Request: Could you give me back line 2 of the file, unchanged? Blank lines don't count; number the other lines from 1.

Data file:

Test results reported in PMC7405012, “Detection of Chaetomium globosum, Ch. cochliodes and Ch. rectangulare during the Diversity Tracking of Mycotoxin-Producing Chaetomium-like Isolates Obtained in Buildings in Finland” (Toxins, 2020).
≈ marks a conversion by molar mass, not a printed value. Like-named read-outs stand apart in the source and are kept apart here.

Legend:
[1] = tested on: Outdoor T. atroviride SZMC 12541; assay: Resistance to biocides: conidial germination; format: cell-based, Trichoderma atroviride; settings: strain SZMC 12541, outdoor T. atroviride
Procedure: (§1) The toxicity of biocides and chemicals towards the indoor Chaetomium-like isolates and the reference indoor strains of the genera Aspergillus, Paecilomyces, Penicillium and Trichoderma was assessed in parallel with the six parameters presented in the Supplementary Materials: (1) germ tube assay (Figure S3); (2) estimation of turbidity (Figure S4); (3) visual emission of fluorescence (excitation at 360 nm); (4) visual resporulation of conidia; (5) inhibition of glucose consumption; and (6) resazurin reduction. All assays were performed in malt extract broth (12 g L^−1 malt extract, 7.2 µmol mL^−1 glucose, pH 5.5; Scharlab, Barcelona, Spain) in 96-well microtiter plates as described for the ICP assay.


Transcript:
≈ marks a conversion by molar mass, not a printed value. Like-named read-outs stand apart in the source and are kept apart here.